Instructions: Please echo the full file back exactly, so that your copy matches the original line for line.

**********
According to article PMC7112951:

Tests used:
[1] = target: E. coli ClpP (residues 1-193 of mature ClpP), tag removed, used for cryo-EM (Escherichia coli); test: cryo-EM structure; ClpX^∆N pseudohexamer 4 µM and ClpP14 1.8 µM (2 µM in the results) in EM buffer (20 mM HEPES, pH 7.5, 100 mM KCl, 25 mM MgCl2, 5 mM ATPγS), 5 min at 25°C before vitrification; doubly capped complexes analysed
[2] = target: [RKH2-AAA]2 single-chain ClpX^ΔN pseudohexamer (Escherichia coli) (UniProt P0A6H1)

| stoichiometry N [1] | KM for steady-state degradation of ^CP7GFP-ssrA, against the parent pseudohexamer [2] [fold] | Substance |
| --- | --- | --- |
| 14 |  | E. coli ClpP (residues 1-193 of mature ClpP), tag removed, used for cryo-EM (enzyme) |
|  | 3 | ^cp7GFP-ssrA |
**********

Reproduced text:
According to article PMC7112951:

Tests used:
[1] = target: E. coli ClpP (residues 1-193 of mature ClpP), tag removed, used for cryo-EM (Escherichia coli); test: cryo-EM structure; ClpX^∆N pseudohexamer 4 µM and ClpP14 1.8 µM (2 µM in the results) in EM buffer (20 mM HEPES, pH 7.5, 100 mM KCl, 25 mM MgCl2, 5 mM ATPγS), 5 min at 25°C before vitrification; doubly capped complexes analysed
[2] = target: [RKH2-AAA]2 single-chain ClpX^ΔN pseudohexamer (Escherichia coli) (UniProt P0A6H1)

| stoichiometry N [1] | KM for steady-state degradation of ^CP7GFP-ssrA, against the parent pseudohexamer [2] [fold] | Substance |
| --- | --- | --- |
| 14 |  | E. coli ClpP (residues 1-193 of mature ClpP), tag removed, used for cryo-EM (enzyme) |
|  | 3 | ^cp7GFP-ssrA |